What is the key to your success? Perseverance. Sometimes I get angry and think – I have to do this, there is nothing stopping me.

Can you give an example of perseverance? When I was pregnant and days from birth, I had to take my final exam at LCC. I was like; you stay in there Mateo, you cannot come out! I gave birth on the weekend, was released Monday morning and took my finals in the afternoon.

What makes you so determined? I did not want to be picking berries in the fields anymore; I did not want to work at fish canneries anymore. I wanted to be at a job where I could sit, dress nicely, not come out of work dirty and tired for minimum wage. If one door closes, you have to open another door.

Do you have a strong will to succeed? Yes, sometimes I remember something that hurt me, that makes me angry and I ask myself – do you want to be that person that keeps reliving that moment or do you want to change it? I give myself options because that is the way.

Is education helping you improve your life? Yes, in my case I am not happy with picking berries, I am not happy about going to a fish cannery – but I am happy about going to school.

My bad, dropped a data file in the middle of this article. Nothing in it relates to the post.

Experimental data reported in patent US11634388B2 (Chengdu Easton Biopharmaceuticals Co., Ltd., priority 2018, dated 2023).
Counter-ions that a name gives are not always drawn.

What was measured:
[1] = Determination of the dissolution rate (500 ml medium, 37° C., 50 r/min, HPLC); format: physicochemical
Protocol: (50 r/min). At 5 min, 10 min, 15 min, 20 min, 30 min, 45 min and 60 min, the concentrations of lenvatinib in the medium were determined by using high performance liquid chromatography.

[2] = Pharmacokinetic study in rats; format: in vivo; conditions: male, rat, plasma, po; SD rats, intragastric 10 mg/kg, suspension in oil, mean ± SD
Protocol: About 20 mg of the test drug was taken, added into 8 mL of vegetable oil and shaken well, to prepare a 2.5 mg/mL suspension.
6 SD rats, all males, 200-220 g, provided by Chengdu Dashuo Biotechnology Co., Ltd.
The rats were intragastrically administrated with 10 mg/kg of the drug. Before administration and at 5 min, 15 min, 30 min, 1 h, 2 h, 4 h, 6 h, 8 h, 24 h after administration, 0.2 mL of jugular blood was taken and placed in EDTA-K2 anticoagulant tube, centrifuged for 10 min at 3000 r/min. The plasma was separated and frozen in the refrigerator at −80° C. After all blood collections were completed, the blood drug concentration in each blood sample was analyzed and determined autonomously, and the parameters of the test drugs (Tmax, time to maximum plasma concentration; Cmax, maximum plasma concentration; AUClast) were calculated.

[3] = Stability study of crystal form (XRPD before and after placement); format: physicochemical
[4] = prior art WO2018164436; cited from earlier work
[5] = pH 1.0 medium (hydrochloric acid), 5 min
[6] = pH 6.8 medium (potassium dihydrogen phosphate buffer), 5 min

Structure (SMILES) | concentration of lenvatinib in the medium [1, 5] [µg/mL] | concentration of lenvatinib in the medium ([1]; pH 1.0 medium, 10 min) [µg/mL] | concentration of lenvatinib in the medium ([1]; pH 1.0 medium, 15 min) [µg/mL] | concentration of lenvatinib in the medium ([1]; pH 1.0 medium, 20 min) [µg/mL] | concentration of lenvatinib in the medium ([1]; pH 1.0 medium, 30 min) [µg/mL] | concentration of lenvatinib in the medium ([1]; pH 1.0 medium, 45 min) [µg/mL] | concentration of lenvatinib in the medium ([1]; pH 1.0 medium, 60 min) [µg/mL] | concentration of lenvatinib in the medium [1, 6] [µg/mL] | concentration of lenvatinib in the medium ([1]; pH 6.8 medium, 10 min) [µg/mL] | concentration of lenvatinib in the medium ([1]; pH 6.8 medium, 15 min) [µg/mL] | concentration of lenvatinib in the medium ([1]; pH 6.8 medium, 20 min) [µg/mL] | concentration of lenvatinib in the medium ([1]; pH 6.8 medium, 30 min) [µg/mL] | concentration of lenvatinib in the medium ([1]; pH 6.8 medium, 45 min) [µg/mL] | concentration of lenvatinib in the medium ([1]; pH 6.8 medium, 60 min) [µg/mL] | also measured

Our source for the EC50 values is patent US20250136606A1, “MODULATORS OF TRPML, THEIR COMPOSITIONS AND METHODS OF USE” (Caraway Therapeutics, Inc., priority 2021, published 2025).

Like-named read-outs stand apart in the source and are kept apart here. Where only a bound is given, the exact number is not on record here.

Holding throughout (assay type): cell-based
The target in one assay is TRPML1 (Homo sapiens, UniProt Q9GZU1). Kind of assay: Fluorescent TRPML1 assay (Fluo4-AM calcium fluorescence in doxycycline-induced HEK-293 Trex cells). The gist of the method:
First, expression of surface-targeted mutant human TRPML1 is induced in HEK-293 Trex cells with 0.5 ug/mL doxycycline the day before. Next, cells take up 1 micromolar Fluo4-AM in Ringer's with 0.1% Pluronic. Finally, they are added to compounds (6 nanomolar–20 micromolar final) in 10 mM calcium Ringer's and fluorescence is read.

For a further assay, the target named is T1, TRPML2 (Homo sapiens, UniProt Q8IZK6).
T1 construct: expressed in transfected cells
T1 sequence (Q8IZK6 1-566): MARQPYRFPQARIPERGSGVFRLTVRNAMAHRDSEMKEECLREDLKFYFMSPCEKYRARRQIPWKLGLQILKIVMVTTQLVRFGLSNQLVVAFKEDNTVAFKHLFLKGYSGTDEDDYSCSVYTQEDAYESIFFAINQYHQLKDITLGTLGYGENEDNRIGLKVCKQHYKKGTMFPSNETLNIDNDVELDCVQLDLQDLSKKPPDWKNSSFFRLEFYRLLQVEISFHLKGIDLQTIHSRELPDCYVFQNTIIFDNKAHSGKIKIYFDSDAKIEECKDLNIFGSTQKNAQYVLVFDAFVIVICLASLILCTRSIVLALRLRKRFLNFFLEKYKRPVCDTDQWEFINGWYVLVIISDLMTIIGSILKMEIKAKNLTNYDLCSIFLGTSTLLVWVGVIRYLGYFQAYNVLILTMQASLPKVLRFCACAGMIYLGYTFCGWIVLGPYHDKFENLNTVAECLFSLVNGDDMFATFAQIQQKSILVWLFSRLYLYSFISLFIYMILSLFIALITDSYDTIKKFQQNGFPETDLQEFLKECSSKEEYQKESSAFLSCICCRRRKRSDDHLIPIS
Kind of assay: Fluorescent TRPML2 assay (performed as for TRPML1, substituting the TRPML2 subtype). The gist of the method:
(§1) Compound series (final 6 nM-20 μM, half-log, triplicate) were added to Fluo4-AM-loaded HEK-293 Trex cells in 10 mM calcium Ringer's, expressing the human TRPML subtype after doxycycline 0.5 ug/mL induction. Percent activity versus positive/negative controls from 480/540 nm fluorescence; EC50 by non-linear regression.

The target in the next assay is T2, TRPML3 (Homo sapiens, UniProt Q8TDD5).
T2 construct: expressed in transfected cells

Are you a role model for your family? Yes, I am the oldest of the cousins. We have a big family and I have always felt that I am a role model for them.

Is being a role model for your family hard? Sometimes I don’t make the best decisions for them to model. When I got my associates degree my cousin put on Facebook, “Because of you I am going to go to college.”

Did your cousin go to college? Yes, she is finishing her degree in early childhood education. She helped me with my program, with my projects, and saw how much I put into it.

What message are you trying to give your family about education? I want to keep showing them that you can keep going, it is never too late. Two of them are not married and now they are going to school.

Are you a competitive person? I am very competitive. My cousins are almost done getting their associates degrees, so I need to get busy and get my bachelors!